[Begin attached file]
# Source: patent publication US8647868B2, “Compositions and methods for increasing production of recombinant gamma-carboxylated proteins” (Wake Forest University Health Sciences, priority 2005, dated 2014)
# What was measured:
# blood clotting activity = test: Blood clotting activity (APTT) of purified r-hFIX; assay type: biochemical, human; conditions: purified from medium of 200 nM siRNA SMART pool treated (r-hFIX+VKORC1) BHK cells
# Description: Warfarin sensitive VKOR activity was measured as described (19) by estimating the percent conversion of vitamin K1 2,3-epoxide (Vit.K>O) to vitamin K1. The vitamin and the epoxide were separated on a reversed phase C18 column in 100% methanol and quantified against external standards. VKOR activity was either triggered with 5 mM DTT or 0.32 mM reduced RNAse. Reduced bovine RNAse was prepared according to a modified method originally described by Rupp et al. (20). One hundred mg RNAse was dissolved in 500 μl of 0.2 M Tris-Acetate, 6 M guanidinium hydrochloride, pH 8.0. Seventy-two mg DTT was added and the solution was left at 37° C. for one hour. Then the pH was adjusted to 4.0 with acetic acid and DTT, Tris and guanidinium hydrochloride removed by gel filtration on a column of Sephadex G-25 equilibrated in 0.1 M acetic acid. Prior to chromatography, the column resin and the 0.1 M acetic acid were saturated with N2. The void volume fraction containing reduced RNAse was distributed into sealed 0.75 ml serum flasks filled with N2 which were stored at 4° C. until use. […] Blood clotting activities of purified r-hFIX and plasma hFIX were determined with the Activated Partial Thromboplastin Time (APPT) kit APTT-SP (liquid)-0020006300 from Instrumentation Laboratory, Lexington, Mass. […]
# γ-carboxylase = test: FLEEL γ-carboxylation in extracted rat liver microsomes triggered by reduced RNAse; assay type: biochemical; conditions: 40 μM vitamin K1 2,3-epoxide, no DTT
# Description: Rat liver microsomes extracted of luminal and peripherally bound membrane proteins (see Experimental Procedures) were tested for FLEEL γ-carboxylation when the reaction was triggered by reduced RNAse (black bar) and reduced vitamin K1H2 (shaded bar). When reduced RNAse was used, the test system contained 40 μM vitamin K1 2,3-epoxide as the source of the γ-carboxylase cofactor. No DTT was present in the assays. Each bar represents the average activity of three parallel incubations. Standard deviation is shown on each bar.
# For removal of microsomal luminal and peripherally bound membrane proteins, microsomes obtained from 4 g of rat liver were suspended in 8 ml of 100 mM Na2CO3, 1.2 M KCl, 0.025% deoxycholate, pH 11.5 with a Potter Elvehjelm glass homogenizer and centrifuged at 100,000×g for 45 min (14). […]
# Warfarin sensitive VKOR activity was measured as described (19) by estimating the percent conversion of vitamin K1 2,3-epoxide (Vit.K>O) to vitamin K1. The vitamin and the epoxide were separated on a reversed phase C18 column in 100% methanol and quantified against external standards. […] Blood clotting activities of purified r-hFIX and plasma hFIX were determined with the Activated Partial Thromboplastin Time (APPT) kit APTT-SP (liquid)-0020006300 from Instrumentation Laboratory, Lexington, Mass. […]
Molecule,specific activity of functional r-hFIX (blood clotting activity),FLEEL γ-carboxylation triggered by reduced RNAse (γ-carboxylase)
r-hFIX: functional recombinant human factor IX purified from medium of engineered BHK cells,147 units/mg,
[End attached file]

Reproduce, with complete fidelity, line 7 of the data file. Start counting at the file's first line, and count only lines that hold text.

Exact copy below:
# For removal of microsomal luminal and peripherally bound membrane proteins, microsomes obtained from 4 g of rat liver were suspended in 8 ml of 100 mM Na2CO3, 1.2 M KCl, 0.025% deoxycholate, pH 11.5 with a Potter Elvehjelm glass homogenizer and centrifuged at 100,000×g for 45 min (14). […]